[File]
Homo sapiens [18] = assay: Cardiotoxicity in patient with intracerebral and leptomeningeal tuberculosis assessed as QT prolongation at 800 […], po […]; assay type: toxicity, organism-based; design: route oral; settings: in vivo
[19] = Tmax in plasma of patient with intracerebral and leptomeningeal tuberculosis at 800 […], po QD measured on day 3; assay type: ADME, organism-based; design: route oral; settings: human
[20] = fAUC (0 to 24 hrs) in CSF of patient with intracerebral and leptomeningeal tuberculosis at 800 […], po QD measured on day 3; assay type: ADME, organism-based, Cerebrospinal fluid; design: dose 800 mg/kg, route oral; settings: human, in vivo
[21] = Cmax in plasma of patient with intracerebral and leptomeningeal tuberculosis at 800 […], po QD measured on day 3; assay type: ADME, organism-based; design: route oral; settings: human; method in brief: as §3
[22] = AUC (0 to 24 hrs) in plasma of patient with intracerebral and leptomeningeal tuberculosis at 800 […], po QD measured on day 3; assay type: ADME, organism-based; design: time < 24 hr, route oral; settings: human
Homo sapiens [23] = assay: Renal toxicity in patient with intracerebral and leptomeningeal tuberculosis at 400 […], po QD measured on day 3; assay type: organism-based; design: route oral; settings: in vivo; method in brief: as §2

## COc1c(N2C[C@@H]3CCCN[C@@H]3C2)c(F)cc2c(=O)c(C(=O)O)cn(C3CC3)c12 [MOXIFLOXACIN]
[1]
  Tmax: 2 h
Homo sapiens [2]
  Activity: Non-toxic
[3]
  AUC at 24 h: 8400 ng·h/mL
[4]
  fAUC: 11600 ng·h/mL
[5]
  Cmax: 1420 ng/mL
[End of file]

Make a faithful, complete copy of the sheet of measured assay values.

Homo sapiens [18] = assay: Cardiotoxicity in patient with intracerebral and leptomeningeal tuberculosis assessed as QT prolongation at 800 […], po […]; assay type: toxicity, organism-based; design: route oral; settings: in vivo
[19] = Tmax in plasma of patient with intracerebral and leptomeningeal tuberculosis at 800 […], po QD measured on day 3; assay type: ADME, organism-based; design: route oral; settings: human
[20] = fAUC (0 to 24 hrs) in CSF of patient with intracerebral and leptomeningeal tuberculosis at 800 […], po QD measured on day 3; assay type: ADME, organism-based, Cerebrospinal fluid; design: dose 800 mg/kg, route oral; settings: human, in vivo
[21] = Cmax in plasma of patient with intracerebral and leptomeningeal tuberculosis at 800 […], po QD measured on day 3; assay type: ADME, organism-based; design: route oral; settings: human; method in brief: as §3
[22] = AUC (0 to 24 hrs) in plasma of patient with intracerebral and leptomeningeal tuberculosis at 800 […], po QD measured on day 3; assay type: ADME, organism-based; design: time < 24 hr, route oral; settings: human
Homo sapiens [23] = assay: Renal toxicity in patient with intracerebral and leptomeningeal tuberculosis at 400 […], po QD measured on day 3; assay type: organism-based; design: route oral; settings: in vivo; method in brief: as §2

## COc1c(N2C[C@@H]3CCCN[C@@H]3C2)c(F)cc2c(=O)c(C(=O)O)cn(C3CC3)c12 [MOXIFLOXACIN]
[1]
  Tmax: 2 h
Homo sapiens [2]
  Activity: Non-toxic
[3]
  AUC at 24 h: 8400 ng·h/mL
[4]
  fAUC: 11600 ng·h/mL
[5]
  Cmax: 1420 ng/mL